ONE: General

ONE: What sample rate should I record at?

ONE for Mac (first generation) offers a choice of two sample rates, 44.1kHz or 48kHz. So, what’s the best sample rate to record your project at? It’s a good idea to avoid unecessary sample rate conversion stages, so the answer is determined by the sample rate of media on which you plan to distribute your recording. If the final distirbution media is CD, record at 44.1kHz. If the media is video or TV, most often 48 kHz is the best choice. If you’re part of a larger production chain, and aren’t sure, ask whomever is responsible for assembling the final product – they’ll undoubtedly appreciate the forethought.


ONE for iPad & Mac (second generation) offers a choice of four sample rates: 44.1kHz, 48 kHz, 88.2kHz or 96kHz.



Can I use ONE with my iPad?

ONE is is not officially supported on the iPad platform but users have reported success using the Apple iPad Camera Connection Kit.
The Camera Connector features a USB interface. Just plug it into the dock connector port on your iPad and attach your ONE using a powered USB Hub.
This is not approved or supported by Apogee at this time for the simple fact that we haven’t had time to test all the USB hubs that might be used.

ONE: Using the internal mic

ONE includes an internal mic for those instances when you want to record quickly and easily – to preserve an inspiration, capture an ambience or record a conversation. Once you’ve selected Int Mic as ONE’s active input, here are a few hints for getting a great sound.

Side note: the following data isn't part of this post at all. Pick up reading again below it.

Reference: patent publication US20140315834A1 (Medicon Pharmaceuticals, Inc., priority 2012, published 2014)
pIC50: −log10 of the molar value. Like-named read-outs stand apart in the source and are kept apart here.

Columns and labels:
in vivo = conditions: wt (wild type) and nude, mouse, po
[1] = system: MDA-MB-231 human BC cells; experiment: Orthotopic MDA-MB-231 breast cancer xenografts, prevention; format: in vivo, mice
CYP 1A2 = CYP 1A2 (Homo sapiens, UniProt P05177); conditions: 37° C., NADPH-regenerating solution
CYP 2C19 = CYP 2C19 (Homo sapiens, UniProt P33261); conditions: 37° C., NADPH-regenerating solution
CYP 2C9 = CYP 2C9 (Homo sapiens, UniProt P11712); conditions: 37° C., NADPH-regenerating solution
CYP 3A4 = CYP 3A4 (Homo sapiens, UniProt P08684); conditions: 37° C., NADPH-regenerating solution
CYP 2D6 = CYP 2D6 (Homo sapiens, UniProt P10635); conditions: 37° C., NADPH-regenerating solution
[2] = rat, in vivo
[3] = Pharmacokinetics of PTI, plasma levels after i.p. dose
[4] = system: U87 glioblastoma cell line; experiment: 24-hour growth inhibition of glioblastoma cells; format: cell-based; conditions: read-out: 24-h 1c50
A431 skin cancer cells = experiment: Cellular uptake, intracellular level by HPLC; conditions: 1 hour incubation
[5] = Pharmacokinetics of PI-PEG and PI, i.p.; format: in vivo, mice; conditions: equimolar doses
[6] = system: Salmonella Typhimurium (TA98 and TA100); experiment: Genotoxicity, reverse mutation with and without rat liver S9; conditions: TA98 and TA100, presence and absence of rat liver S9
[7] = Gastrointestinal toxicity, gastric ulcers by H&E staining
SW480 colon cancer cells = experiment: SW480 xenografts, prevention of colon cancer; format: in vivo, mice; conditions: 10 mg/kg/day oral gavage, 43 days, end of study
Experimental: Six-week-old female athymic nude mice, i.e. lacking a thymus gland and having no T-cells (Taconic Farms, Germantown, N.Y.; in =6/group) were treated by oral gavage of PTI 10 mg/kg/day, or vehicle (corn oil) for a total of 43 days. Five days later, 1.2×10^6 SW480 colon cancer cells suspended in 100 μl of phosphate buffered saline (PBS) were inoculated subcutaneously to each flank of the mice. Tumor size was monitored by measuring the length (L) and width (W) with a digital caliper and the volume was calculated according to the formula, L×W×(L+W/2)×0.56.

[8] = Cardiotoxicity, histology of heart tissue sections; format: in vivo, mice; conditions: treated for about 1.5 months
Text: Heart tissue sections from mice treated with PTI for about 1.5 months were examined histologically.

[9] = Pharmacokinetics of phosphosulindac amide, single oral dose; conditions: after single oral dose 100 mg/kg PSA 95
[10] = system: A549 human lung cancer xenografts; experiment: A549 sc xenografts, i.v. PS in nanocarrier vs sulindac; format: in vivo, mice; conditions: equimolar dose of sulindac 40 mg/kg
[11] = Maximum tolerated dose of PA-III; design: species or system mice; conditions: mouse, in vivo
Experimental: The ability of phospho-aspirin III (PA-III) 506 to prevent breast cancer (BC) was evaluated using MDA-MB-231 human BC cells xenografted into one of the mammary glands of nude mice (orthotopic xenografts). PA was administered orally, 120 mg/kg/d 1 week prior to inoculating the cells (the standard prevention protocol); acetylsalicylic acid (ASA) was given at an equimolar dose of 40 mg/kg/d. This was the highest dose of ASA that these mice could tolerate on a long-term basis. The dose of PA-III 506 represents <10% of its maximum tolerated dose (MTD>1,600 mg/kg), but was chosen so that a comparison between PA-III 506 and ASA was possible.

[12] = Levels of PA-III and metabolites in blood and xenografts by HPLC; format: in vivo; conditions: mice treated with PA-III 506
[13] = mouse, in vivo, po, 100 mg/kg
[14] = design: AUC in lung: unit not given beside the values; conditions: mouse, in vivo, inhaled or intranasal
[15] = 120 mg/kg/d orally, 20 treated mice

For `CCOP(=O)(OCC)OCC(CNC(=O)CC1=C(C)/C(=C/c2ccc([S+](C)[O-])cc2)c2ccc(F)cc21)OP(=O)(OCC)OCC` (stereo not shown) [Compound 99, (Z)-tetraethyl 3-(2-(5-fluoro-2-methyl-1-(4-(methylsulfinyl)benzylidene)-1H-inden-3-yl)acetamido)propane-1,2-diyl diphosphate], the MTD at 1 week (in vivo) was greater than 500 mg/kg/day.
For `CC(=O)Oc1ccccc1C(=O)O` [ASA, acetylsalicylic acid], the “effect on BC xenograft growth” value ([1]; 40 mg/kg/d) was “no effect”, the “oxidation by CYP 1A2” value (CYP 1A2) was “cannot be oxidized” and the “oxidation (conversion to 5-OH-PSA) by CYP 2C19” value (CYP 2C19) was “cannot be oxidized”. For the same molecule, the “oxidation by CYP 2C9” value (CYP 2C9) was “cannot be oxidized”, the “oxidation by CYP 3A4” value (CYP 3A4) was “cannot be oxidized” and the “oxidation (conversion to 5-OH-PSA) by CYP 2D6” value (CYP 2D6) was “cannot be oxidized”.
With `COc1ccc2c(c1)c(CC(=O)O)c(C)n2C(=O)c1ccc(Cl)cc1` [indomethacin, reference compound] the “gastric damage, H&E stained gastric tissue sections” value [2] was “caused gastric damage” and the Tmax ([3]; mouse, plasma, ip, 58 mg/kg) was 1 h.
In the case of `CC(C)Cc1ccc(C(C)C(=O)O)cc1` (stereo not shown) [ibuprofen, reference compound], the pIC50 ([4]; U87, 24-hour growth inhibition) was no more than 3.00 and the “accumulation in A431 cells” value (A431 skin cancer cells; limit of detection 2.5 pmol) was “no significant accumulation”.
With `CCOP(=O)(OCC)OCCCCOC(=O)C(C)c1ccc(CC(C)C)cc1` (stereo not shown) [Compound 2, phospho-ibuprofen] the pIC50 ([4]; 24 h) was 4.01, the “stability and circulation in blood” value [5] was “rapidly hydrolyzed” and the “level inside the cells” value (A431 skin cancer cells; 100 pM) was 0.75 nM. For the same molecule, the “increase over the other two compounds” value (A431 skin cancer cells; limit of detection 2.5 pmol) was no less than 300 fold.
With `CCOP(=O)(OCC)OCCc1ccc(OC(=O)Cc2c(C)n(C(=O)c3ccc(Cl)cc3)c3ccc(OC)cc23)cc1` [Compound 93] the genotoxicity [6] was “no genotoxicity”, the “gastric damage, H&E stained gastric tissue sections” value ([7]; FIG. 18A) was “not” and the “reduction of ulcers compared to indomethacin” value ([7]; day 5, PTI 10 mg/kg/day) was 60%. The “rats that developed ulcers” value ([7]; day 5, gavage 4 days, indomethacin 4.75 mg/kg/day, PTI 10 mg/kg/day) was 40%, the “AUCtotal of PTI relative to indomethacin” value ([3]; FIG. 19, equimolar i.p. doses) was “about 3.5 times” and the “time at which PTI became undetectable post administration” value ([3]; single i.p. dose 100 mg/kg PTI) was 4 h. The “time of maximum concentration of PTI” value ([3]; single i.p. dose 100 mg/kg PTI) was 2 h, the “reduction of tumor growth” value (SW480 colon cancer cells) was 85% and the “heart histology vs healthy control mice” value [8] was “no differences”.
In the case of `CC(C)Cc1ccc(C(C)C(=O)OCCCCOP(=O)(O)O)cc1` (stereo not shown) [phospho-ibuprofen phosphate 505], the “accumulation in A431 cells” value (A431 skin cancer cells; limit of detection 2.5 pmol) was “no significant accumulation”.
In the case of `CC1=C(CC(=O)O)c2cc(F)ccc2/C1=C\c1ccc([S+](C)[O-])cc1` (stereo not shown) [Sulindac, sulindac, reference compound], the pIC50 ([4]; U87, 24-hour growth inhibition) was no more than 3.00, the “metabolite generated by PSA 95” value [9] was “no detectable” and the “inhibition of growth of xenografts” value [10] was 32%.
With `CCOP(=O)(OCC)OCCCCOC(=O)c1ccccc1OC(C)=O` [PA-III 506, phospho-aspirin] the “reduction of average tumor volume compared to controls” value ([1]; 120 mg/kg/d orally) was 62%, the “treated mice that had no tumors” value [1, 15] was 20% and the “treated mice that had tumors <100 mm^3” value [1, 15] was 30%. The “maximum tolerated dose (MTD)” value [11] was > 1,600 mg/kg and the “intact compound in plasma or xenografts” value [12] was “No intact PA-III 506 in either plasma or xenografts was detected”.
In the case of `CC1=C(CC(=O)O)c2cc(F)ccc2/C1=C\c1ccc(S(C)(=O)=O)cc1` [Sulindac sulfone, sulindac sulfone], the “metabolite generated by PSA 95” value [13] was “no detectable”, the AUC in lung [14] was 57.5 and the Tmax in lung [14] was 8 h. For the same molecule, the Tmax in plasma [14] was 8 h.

Placement – ONE’s internal mic has been designed to provide a clear, precise sound even when it’s sitting on a desk and the source source is off-axis (meaning that the sound source isn’t at a right angle to ONE’s top panel). By changing the angle of ONE to the sound source, it’s possible to vary the amount of presence in the captured sound.



Setting Levels – When using ONE’s internal mic, it’s inevitable that manipulation of the top panel encoder will be heard over the mic. In this instance, use a software control panel  to set input gain and output level.

I hear a delay between what I play and what I hear in my monitors. Can I do anything about this?

This delay is called latency, and is caused by your computer and/or recording software.

Using the low latency mixer found in the Apogee Maestro 2 application may help. Click on the mixer tab to configure it to your desired settings. Be sure to set your desired output to “mixer” on the output page.

For more on using the Maestro Mixer: Read More

Can I use GiO and another USB audio device together in the same session?

Currently, it’s possible to aggregate GiO with another USB audio device (using the OS X utility Audio MIDI Setup), but the system may be less tolerant to sleep/wake cycles of the computer, session sample rate changes, and hot-plugging. It’s best to minimize these activities when aggregating. Keep in mind that with Logic and GarageBand it’s possible to assign the input to one device and the output to another without the need to aggregate the devices. In Logic, for example, choose Logic Pro X > Preferences > Audio, and set Output Device to ONE (for example) and Input Device to GiO.